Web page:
In the year 2036, a devastating war has broken out in Eastern Europe and during a particularly nasty battle, young drone pilot Harp (Damson Idris) disobeys an order and launches a projectile at a hostile enemy vehicle, saving thirty eight lives but killing two ally soldiers in the process, and as a consequence of his actions, Harp is reassigned and sent to report to army captain Leo (Anthony Mackie), who Harp soon learns is a prototype android; together, the two of them work to prevent the vicious warlord Victor Koval (Pilau Asbæk) from obtaining secret launch codes that will lead to global annihilation but Harp soon realises that there’s more to the mission, and to Leo, than meets the eye . . .
Another film that a few of us watched as part of Friday Fake Cinema Club, Outside the Wire is surely the first bona fide 2021 release that we’ve had here in the UK: a science fiction/war film from Netflix which uses the star power of Anthony Mackie as one of its main draws and one which promises some exciting action and a futuristic feel, perhaps in the same vein as other popular Netflix action originals from yesteryear such as Extraction and The Old Guard. In the end though, Outside the Wire ends up as a so-so endeavour because, although the plot had potential and the leading actors and special effects are all decent, the film doesn’t do enough to make it stand out from the crowd as long stretches are uninteresting and it has a muddled message.
In addition to providing audiences with high octane action and all of that exciting war/sci-fi, shoot-em-up entertainment, Outside the Wire aims to have a message contained within its plot and here, it tries to say something about (modern) warfare, ethics, humanity, and the cruel calculus of war but, try as it might, these themes are not exactly seamlessly integrated into the narrative and attempts at making the film thoughtful and deep often come across as a little heavy handed and preachy; by the end, I was honestly confused as to what lesson we were supposed to be learning and I can’t help but feel as though the film would’ve been better if most, if not all, of these “lessons” were done away with, with the film focusing more on the action setpieces and the craziness of the subject matter, perhaps leaning more into the sci-fi element because, as it stands, the fact that one of the main characters is an android with advanced capabilities often appears superfluous and in this regard, we’re not given enough bang for our buck. Outside the Wire definitely doesn’t have the worst script in the world, not as bad as many other Netflix originals, but it’s also not particularly innovative or coherent either.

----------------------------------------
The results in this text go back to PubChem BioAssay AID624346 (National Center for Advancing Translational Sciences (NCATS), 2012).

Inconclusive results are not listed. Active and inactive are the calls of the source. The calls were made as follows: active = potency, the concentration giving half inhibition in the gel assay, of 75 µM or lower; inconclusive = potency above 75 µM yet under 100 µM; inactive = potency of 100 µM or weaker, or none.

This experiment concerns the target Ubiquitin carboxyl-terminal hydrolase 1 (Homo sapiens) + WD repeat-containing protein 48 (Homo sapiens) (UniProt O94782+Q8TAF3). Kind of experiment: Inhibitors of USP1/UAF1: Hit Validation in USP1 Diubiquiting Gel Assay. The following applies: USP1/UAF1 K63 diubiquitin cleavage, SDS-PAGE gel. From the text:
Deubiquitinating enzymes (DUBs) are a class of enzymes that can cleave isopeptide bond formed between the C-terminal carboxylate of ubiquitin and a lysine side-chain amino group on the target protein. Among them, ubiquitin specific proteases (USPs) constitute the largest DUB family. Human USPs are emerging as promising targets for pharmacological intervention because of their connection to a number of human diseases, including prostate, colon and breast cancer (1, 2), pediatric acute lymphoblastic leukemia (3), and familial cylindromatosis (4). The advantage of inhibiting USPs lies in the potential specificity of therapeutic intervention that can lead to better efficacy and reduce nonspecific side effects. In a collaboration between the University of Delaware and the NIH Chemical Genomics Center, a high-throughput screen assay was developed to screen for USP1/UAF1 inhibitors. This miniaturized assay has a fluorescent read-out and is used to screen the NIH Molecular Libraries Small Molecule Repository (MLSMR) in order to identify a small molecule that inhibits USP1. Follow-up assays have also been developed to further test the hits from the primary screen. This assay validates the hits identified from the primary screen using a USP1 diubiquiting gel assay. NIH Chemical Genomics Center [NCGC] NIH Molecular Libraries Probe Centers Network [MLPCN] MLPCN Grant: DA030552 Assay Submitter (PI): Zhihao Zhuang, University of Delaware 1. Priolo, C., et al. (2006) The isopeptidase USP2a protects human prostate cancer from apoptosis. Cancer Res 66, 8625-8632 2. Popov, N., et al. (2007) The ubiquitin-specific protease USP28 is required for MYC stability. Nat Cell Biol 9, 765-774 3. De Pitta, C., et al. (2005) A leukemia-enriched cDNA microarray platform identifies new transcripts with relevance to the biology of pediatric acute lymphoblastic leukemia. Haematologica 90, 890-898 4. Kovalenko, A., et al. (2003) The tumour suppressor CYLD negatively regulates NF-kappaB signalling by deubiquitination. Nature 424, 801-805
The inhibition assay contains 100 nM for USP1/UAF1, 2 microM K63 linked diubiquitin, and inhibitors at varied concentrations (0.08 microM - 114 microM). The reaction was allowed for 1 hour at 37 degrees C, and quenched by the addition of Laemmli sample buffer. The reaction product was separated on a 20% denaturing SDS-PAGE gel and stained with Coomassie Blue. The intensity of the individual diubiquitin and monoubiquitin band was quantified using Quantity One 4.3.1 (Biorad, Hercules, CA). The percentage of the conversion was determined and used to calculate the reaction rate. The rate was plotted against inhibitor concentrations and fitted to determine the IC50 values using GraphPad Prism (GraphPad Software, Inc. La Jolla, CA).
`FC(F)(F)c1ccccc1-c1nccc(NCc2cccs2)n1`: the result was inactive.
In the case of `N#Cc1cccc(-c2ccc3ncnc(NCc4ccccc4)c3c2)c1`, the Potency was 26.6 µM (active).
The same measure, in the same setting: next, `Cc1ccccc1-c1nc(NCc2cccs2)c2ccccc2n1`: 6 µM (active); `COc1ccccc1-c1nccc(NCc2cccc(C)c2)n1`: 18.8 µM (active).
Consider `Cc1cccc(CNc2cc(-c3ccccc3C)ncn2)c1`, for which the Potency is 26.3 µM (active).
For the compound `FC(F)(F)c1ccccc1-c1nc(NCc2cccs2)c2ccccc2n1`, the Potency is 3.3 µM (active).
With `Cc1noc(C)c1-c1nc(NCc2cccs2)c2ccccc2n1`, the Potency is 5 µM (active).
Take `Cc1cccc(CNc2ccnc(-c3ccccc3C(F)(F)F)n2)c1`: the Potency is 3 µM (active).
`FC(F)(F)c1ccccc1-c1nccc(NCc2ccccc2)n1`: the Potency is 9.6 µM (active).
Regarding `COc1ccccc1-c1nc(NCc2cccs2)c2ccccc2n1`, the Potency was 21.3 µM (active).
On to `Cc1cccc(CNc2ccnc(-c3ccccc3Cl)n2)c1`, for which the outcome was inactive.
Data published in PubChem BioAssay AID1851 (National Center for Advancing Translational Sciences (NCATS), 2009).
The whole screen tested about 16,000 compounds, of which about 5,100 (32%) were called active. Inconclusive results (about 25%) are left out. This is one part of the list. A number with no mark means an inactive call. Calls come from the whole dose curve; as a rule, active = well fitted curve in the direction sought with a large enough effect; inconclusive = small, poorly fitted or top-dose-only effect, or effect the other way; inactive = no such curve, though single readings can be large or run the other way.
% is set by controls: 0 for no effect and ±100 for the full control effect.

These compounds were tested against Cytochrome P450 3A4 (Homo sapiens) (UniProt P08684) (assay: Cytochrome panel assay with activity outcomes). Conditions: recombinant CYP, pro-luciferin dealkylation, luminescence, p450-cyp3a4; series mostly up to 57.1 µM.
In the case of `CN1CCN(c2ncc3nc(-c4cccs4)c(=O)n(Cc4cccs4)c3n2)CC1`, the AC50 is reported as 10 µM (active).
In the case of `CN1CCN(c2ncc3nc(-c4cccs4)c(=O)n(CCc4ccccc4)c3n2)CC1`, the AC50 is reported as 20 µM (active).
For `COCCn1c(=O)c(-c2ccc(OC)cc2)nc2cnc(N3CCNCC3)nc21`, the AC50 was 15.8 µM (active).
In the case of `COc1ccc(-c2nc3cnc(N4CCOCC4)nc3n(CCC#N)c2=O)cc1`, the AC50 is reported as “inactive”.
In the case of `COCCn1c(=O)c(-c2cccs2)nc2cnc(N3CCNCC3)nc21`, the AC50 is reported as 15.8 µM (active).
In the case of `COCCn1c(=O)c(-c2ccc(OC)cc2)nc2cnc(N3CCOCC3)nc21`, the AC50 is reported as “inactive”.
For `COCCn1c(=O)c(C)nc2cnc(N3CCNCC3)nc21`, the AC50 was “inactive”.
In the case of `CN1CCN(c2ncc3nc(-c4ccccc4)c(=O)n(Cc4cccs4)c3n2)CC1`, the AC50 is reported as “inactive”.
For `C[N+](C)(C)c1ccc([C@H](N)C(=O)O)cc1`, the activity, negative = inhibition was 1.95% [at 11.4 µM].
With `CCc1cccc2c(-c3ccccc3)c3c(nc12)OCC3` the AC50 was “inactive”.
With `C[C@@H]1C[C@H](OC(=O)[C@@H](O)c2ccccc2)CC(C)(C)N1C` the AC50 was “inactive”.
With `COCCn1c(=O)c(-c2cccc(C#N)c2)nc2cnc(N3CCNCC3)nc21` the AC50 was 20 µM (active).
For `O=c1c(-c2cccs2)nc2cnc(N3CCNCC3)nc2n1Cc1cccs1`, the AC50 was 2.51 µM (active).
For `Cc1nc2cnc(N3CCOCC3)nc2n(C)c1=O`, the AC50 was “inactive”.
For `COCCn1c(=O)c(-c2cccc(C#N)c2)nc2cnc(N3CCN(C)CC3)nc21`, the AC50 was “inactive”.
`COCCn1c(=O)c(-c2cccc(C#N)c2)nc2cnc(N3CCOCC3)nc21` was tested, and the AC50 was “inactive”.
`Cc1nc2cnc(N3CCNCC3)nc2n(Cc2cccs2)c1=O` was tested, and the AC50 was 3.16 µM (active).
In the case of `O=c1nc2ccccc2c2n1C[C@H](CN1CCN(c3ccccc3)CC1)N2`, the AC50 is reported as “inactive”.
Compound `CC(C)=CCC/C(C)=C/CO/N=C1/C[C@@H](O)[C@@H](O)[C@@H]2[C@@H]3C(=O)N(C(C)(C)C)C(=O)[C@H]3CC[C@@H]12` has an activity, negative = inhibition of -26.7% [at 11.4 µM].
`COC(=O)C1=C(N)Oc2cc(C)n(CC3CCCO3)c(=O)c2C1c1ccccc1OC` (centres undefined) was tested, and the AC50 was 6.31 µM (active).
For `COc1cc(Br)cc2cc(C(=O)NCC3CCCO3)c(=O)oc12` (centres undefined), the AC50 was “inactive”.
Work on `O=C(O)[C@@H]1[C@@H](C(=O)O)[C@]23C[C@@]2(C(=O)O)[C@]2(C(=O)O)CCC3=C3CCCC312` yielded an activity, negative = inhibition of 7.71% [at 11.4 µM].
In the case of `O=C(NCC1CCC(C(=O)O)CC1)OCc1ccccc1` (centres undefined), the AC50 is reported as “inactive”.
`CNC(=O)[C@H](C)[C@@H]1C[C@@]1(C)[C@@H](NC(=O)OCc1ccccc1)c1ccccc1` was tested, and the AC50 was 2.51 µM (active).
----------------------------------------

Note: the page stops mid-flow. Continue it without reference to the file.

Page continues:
In the action stakes, the film more or less delivers as there’s certainly plenty of fighting and shooting that will give audiences their fair share of Friday night entertainment but the execution and editing of these sequences are also flawed because many of them quickly wear out their welcome and at the worst of times, we simply witness robots standing still, exchanging gunfire with each other and scenes like this become repetitive and it’s clear that some tweaks to the editing and direction would’ve been beneficial, making the feature slicker and more quickly paced. The more hand-to-hand based fight sequences fare a little better as it’s entertaining enough to see the Mackie machine beat up bad guys using increased speed and strength but these scenes are nothing that we haven’t seen before and though they aren’t bad, they’re also nothing new.
Performance wise, Anthony Mackie (his character erroneously being referred to as a “war machine” even though he’s clearly Falcon!) is as good as he’s ever been and here, he has enough charisma and energy to carry the feature, initially appearing as a confident and trustworthy fellow soldier and then appearing far more unpredictable and threatening when he goes all Broken Arrow on everyone; ultimately, he’s a solid action lead as he handles all the shooting, fighting, and all the physical business very well. Alongside, Damson Idris is alright as the naive and uncertain soldier thrown into the deep end and he gets stuck into all the action like a trooper, going toe to toe with Mackie, but he lacks a natural spark and is ultimately a tad wooden, Pilau Asbæk is menacing as the villain of the piece, although he isn’t in it for very long at all, Michael Kelly takes on a role that he could do in his sleep, playing the commanding officer decently enough, and Emily Beecham infuses her resistance leader character with plenty of mystery, strength and confidence, playing one of the film’s TWO female characters.
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